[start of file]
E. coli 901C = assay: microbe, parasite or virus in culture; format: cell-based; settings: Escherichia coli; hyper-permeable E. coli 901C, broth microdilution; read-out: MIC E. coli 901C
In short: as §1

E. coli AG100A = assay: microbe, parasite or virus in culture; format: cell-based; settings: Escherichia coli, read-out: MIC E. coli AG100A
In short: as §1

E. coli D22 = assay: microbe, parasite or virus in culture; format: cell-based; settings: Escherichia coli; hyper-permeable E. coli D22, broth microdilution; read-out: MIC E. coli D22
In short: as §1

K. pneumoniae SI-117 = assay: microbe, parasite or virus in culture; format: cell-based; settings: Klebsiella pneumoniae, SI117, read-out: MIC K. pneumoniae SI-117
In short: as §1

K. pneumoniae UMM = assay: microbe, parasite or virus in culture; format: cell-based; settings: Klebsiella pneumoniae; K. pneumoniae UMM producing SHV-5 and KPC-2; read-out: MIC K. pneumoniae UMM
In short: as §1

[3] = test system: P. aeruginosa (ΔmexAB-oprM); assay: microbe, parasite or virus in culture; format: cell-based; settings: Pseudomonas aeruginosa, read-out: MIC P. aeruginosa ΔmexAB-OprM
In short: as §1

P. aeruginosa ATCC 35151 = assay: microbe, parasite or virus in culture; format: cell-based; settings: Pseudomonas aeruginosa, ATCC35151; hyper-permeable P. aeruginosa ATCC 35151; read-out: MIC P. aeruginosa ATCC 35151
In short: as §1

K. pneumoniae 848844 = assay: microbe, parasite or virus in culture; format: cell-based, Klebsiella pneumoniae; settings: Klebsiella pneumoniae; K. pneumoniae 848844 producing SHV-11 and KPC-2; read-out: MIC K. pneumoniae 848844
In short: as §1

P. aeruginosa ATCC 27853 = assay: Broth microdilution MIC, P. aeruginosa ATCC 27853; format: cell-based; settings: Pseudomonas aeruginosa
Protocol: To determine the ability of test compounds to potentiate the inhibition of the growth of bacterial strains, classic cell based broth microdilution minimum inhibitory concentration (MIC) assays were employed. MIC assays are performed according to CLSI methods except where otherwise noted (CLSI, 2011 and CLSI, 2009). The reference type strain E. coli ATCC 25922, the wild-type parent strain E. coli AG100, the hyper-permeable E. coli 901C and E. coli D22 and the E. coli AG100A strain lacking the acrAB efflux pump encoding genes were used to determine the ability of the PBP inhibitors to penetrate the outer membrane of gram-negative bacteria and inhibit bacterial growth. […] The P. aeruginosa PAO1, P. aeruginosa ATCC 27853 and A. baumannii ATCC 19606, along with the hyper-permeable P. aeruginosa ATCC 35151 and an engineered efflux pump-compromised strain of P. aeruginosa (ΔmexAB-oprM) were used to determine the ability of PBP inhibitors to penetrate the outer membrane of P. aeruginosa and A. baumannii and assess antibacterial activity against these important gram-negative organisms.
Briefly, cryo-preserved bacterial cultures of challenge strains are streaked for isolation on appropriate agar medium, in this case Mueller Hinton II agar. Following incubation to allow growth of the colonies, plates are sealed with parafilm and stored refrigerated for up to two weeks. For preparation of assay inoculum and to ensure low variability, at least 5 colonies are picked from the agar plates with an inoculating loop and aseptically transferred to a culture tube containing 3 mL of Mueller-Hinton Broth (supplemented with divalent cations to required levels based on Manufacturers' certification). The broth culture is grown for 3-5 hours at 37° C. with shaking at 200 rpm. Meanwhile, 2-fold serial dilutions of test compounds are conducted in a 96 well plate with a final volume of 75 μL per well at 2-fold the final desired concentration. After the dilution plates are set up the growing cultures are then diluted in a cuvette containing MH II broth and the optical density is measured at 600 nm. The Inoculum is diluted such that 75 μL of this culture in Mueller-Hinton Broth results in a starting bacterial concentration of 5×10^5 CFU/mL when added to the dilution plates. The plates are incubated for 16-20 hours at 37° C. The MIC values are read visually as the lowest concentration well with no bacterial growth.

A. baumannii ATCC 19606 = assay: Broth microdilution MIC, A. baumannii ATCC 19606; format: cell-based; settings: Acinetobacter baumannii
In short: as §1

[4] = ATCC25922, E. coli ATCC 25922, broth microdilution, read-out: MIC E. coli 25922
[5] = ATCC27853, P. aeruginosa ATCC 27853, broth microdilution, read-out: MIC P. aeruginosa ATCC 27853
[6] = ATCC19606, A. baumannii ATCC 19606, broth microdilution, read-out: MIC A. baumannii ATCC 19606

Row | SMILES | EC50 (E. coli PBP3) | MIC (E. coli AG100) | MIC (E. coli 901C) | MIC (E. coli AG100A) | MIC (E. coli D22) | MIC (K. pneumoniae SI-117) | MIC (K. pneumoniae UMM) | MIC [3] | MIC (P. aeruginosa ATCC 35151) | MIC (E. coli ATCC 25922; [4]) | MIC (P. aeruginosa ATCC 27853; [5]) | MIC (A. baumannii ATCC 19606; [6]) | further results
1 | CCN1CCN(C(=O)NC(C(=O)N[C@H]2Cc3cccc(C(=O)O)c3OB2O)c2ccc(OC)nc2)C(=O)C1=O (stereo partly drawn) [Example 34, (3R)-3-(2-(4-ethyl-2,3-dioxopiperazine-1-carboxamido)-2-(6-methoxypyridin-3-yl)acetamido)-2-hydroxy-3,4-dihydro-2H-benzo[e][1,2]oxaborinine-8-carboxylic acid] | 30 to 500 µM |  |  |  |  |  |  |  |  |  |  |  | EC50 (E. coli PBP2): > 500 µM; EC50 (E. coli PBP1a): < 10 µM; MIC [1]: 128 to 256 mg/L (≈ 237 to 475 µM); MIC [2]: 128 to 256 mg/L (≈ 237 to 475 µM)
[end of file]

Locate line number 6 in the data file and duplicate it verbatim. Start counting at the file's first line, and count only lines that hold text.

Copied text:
In short: as §1